- Next, the person entering the data will type in who the guest is meeting with. Depending on the system, they may choose a company, or may have the ability to select an employee, too
- The company/building may require a photo of the guest. The visitor may also receive a visitor badge. Photos are saved for future reference
- The company/building may also require a signature from the guest. Signatures are saved on the system
- The employee or company will be contacted and informed of the guest’s arrival through the system, or the staff member signing the guest in will call/email the right person
- There will likely be a space for comments if additional notes are needed or special requests have been made
- Visitor preauthorization may be an option. In this case, an employee would need to speak with security or the front desk and register the visitor ahead of time
- The guest can be signed out once they leave
- If the system is not operated by a person, the guest will be responsible for completing all of the information on their own. The employee would then be notified about the guest’s arrival once all required information has been submitted. Small companies that don’t have the resources to hire an office manager or front desk admin will appreciate this option, but the downside is that there is no one available to verify that the visitor is who they say they are
How to get started with a more efficient visitor management system
Because cloud-based software systems are quick and easy to install, making the switch from paper to digital is a smooth process. The hardest part might be selecting the right program for you.
Select a system that aligns with your goals and requirements
The first thing you or your team will need to do is identify what you need from your visitor management system. Are you getting a system to enhance security? Simplify tasks for your staff? Or make better first impressions? Consider existing policies, personnel, and security systems, and look for a solution to compliment those things.
Plan for sign-ins, and sign-outs
The purpose of visitor management is not only to get visitors securely into your facility or office, but out of it too. While sign-outs don’t seem like a big deal, they do matter. Not only does it help management see how long interviews or repairs take, if there’s ever an emergency, you can use the visitor management system to see who might need extra assistance getting out of the building. If the system takes visitor photos, it’s even easier to locate guests who may require help.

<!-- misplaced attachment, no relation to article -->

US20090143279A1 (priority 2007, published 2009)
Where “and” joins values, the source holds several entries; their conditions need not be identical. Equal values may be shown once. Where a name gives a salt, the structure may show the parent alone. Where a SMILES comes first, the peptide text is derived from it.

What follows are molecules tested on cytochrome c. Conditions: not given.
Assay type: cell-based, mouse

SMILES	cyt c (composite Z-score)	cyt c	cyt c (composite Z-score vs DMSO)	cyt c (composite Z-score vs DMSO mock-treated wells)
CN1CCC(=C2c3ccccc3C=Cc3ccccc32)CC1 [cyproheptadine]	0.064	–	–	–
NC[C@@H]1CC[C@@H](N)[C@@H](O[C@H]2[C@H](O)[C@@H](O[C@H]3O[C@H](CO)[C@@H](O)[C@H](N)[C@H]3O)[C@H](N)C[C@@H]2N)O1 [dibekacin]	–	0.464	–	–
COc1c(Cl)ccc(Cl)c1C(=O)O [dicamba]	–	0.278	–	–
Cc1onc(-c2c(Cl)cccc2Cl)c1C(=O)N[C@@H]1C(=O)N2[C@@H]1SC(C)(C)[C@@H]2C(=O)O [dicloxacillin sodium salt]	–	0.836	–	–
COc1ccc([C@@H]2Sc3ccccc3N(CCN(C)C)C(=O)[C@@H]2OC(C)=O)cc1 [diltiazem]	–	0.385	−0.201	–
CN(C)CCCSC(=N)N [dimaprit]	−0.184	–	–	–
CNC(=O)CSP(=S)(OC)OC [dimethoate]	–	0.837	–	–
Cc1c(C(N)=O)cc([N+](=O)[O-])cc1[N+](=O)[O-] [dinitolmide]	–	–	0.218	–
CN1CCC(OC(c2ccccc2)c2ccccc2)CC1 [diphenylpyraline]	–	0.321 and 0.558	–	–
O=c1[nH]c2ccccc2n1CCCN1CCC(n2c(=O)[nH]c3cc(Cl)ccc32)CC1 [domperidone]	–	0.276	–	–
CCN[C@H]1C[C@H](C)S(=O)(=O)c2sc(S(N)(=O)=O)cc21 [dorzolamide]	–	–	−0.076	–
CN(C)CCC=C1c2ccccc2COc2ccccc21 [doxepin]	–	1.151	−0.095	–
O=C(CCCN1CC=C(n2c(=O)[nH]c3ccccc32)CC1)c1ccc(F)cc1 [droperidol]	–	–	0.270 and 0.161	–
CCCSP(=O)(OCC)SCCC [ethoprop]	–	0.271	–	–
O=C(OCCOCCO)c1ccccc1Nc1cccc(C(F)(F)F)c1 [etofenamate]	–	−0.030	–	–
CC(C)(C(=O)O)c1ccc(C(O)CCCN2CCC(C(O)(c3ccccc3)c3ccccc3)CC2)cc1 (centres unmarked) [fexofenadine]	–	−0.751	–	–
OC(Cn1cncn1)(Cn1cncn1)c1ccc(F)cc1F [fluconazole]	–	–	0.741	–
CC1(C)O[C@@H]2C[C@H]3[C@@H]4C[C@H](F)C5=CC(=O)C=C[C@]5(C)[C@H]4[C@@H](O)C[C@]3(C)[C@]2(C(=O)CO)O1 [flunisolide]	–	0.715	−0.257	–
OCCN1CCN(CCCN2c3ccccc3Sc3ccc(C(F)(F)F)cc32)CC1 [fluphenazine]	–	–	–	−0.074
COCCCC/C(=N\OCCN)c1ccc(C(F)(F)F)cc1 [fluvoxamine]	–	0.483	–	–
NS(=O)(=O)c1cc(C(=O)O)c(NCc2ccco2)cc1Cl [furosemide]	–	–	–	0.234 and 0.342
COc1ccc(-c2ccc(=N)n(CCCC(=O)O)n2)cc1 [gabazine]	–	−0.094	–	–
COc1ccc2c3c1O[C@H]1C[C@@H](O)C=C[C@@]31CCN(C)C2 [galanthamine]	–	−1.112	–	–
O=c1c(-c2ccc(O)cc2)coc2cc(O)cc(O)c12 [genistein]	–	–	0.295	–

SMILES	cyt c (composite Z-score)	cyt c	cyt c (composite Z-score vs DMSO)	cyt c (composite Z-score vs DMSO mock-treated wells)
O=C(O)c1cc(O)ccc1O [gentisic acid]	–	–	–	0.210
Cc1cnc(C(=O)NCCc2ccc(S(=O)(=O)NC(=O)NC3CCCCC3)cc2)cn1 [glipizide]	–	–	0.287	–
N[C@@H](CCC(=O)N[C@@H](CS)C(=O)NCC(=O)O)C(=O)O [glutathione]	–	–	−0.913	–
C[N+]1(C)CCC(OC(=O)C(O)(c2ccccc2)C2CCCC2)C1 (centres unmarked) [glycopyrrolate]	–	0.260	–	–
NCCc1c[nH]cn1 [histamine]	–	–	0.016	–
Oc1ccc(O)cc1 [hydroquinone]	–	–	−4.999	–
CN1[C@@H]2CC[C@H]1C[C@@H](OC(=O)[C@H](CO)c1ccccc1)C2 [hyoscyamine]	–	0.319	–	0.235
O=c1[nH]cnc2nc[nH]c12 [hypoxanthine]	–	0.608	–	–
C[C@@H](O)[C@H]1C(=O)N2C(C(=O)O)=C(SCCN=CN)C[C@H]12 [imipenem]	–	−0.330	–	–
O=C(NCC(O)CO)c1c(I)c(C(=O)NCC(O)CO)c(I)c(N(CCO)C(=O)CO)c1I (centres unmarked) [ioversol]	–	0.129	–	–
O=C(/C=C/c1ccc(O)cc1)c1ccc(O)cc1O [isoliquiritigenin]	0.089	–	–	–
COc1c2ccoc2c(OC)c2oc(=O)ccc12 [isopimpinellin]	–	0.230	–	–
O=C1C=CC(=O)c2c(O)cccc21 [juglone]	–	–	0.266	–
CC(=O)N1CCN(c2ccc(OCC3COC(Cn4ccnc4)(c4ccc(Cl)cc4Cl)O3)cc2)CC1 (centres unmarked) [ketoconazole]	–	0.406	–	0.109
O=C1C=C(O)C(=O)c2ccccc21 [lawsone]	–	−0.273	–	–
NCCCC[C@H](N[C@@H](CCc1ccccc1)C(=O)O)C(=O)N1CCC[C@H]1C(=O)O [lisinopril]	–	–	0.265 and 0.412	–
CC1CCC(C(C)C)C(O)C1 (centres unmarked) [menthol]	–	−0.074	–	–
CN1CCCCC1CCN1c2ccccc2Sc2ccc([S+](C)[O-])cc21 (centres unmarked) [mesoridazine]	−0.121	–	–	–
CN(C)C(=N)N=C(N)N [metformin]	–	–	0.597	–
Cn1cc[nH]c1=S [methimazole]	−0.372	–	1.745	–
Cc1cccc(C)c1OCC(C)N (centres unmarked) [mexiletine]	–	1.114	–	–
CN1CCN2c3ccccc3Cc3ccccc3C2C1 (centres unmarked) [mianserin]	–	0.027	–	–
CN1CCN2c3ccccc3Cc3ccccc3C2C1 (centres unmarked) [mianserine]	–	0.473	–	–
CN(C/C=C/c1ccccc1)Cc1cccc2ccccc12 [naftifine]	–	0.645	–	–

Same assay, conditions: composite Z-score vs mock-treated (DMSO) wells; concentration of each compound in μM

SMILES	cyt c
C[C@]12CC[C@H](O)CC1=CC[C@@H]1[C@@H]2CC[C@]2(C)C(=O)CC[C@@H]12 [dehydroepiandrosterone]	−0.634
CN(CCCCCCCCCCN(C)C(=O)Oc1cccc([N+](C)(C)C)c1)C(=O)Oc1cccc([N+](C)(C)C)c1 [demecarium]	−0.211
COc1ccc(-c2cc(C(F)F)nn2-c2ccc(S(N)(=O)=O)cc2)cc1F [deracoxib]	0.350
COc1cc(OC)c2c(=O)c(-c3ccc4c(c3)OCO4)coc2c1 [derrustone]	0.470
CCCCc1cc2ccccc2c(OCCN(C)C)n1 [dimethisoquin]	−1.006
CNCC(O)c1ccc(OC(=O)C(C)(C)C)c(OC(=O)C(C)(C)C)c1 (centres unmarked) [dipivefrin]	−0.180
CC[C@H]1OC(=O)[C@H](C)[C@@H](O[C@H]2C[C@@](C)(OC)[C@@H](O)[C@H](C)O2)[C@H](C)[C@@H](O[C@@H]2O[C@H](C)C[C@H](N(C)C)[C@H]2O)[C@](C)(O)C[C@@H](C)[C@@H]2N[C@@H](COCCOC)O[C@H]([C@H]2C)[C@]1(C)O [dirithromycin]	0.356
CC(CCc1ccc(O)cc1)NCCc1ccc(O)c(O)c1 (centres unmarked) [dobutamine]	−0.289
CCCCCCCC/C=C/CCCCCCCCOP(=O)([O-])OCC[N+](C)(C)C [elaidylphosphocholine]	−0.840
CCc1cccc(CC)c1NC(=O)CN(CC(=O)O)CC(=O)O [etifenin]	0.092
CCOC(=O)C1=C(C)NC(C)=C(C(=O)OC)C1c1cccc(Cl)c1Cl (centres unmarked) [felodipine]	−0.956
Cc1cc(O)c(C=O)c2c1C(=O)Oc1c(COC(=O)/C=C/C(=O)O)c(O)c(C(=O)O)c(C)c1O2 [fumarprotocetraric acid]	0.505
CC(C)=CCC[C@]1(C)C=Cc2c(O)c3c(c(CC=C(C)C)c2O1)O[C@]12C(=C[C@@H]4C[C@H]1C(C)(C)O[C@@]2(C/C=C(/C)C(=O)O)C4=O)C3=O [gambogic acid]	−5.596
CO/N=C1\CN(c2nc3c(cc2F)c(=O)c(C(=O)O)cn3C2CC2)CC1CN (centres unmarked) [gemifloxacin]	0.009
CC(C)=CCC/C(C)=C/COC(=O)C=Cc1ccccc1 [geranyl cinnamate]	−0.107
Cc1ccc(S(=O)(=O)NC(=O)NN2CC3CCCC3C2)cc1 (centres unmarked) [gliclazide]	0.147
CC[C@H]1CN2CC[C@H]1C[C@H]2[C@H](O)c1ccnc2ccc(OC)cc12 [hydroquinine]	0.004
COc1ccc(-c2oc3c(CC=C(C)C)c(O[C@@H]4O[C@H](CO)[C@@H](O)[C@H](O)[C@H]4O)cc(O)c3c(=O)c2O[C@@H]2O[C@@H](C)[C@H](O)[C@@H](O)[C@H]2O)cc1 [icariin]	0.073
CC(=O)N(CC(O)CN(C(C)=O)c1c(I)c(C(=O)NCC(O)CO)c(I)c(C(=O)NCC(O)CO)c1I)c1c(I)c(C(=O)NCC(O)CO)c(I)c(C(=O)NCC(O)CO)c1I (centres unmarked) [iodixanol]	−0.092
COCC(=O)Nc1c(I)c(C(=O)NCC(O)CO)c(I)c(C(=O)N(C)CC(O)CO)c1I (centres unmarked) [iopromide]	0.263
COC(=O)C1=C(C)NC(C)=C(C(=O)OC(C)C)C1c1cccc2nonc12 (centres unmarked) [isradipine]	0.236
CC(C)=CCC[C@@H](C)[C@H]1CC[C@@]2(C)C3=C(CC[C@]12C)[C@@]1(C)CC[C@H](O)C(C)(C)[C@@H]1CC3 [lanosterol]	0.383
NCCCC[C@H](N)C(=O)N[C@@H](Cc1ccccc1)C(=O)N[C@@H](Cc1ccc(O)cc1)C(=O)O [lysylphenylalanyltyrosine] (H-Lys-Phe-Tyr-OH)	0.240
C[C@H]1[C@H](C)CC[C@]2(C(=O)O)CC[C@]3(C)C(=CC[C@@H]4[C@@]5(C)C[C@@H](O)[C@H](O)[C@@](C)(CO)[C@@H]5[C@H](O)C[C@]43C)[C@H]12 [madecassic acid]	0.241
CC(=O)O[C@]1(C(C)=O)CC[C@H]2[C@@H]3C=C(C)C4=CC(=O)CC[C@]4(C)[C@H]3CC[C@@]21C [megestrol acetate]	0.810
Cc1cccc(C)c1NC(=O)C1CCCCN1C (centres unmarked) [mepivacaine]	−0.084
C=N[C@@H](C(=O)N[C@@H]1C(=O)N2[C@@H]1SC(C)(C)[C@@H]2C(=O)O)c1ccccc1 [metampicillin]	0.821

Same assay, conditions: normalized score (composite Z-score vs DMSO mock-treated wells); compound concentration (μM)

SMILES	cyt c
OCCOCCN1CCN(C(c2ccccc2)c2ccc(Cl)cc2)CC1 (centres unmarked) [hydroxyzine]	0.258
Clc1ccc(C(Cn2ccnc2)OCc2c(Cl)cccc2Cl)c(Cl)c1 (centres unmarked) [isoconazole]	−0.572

Educate employees about the new system
Make sure staff know what they need to do when the new system is in place. Most won’t need to do much since they won’t be directly responsible for operating the system. However, management should send out a clear and simple “how-to” document so that employees can engage with the new system and improve the visitor experience for their guests.
Review and optimize your visitor management system
Every company is unique, and something that works for one might not work for another. Regularly evaluate your visitor management program for ineffective practices or new opportunities. Data and reports can be beneficial when trying to strategize for the future. Your needs and requirements will almost certainly change over time, so finding a system that is scalable and flexible is imperative.
Visitor management is about more than security. A good system can help your company or building make a great first impression, and that matters when trying to attract top talent or maintain important relationships. Reduce wait times, minimize miscommunication and increase safety with a flexible, user-friendly VMS.